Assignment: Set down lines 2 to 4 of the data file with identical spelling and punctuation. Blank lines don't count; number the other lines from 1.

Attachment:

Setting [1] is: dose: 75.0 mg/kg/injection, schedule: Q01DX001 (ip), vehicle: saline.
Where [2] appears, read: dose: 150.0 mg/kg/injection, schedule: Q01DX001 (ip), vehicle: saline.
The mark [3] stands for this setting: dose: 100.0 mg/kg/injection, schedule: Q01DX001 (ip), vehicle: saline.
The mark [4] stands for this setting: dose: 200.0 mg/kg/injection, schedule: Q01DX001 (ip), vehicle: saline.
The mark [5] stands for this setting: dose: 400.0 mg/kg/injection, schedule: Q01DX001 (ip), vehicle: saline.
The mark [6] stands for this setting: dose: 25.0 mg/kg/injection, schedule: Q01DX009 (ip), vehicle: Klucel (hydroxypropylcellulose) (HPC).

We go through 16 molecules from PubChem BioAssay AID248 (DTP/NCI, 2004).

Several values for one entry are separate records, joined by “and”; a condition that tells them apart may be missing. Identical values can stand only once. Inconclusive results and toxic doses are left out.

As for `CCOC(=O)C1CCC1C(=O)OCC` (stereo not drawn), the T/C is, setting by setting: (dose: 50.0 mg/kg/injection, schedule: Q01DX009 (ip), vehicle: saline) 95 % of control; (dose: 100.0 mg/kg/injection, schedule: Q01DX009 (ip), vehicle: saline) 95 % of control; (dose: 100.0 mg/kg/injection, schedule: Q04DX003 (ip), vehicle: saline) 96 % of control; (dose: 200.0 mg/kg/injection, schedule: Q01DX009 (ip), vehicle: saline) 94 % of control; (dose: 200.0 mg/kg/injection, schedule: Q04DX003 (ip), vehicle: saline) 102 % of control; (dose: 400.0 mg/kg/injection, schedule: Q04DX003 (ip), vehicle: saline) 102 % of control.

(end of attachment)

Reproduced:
Where [2] appears, read: dose: 150.0 mg/kg/injection, schedule: Q01DX001 (ip), vehicle: saline.
The mark [3] stands for this setting: dose: 100.0 mg/kg/injection, schedule: Q01DX001 (ip), vehicle: saline.
The mark [4] stands for this setting: dose: 200.0 mg/kg/injection, schedule: Q01DX001 (ip), vehicle: saline.